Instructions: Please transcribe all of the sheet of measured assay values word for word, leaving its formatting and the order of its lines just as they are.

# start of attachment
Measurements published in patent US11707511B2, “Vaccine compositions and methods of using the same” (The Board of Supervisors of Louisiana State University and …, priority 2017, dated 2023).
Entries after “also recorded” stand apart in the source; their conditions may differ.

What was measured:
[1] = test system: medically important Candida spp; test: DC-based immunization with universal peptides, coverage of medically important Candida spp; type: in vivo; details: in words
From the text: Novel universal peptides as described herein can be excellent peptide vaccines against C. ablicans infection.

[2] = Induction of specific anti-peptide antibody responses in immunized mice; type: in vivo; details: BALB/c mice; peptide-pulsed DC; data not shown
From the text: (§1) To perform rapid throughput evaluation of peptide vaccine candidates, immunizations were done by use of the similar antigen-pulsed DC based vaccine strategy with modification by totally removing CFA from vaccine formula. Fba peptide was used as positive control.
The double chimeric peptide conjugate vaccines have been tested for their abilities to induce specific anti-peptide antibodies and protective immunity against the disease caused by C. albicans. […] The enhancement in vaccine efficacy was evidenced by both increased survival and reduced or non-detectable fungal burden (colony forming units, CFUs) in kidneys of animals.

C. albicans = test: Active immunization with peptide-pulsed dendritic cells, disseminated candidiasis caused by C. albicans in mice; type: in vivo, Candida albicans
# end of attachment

Measurements published in patent US11707511B2, “Vaccine compositions and methods of using the same” (The Board of Supervisors of Louisiana State University and …, priority 2017, dated 2023).
Entries after “also recorded” stand apart in the source; their conditions may differ.

What was measured:
[1] = test system: medically important Candida spp; test: DC-based immunization with universal peptides, coverage of medically important Candida spp; type: in vivo; details: in words
From the text: Novel universal peptides as described herein can be excellent peptide vaccines against C. ablicans infection.

[2] = Induction of specific anti-peptide antibody responses in immunized mice; type: in vivo; details: BALB/c mice; peptide-pulsed DC; data not shown
From the text: (§1) To perform rapid throughput evaluation of peptide vaccine candidates, immunizations were done by use of the similar antigen-pulsed DC based vaccine strategy with modification by totally removing CFA from vaccine formula. Fba peptide was used as positive control.
The double chimeric peptide conjugate vaccines have been tested for their abilities to induce specific anti-peptide antibodies and protective immunity against the disease caused by C. albicans. […] The enhancement in vaccine efficacy was evidenced by both increased survival and reduced or non-detectable fungal burden (colony forming units, CFUs) in kidneys of animals.

C. albicans = test: Active immunization with peptide-pulsed dendritic cells, disseminated candidiasis caused by C. albicans in mice; type: in vivo, Candida albicans